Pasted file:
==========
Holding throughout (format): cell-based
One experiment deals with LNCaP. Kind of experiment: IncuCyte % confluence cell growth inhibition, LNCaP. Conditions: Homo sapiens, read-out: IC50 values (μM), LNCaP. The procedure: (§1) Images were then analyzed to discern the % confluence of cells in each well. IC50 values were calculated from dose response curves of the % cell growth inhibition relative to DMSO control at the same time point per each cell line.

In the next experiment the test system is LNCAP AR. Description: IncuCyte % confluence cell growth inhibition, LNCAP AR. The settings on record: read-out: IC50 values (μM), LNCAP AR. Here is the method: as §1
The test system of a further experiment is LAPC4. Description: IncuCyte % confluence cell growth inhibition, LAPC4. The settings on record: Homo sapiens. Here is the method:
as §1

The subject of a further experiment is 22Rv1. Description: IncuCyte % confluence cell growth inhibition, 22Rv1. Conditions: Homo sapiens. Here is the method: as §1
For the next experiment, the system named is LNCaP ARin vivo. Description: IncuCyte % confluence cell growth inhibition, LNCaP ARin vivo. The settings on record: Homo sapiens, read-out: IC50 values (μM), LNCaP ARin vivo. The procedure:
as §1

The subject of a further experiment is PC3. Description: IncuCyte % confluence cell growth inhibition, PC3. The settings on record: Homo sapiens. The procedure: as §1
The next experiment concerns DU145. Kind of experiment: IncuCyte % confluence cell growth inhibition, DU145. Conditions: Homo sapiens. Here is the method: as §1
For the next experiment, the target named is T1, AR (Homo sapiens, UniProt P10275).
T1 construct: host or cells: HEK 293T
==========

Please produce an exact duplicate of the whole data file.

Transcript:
Holding throughout (format): cell-based
One experiment deals with LNCaP. Kind of experiment: IncuCyte % confluence cell growth inhibition, LNCaP. Conditions: Homo sapiens, read-out: IC50 values (μM), LNCaP. The procedure: (§1) Images were then analyzed to discern the % confluence of cells in each well. IC50 values were calculated from dose response curves of the % cell growth inhibition relative to DMSO control at the same time point per each cell line.

In the next experiment the test system is LNCAP AR. Description: IncuCyte % confluence cell growth inhibition, LNCAP AR. The settings on record: read-out: IC50 values (μM), LNCAP AR. Here is the method: as §1
The test system of a further experiment is LAPC4. Description: IncuCyte % confluence cell growth inhibition, LAPC4. The settings on record: Homo sapiens. Here is the method:
as §1

The subject of a further experiment is 22Rv1. Description: IncuCyte % confluence cell growth inhibition, 22Rv1. Conditions: Homo sapiens. Here is the method: as §1
For the next experiment, the system named is LNCaP ARin vivo. Description: IncuCyte % confluence cell growth inhibition, LNCaP ARin vivo. The settings on record: Homo sapiens, read-out: IC50 values (μM), LNCaP ARin vivo. The procedure:
as §1

The subject of a further experiment is PC3. Description: IncuCyte % confluence cell growth inhibition, PC3. The settings on record: Homo sapiens. The procedure: as §1
The next experiment concerns DU145. Kind of experiment: IncuCyte % confluence cell growth inhibition, DU145. Conditions: Homo sapiens. Here is the method: as §1
For the next experiment, the target named is T1, AR (Homo sapiens, UniProt P10275).
T1 construct: host or cells: HEK 293T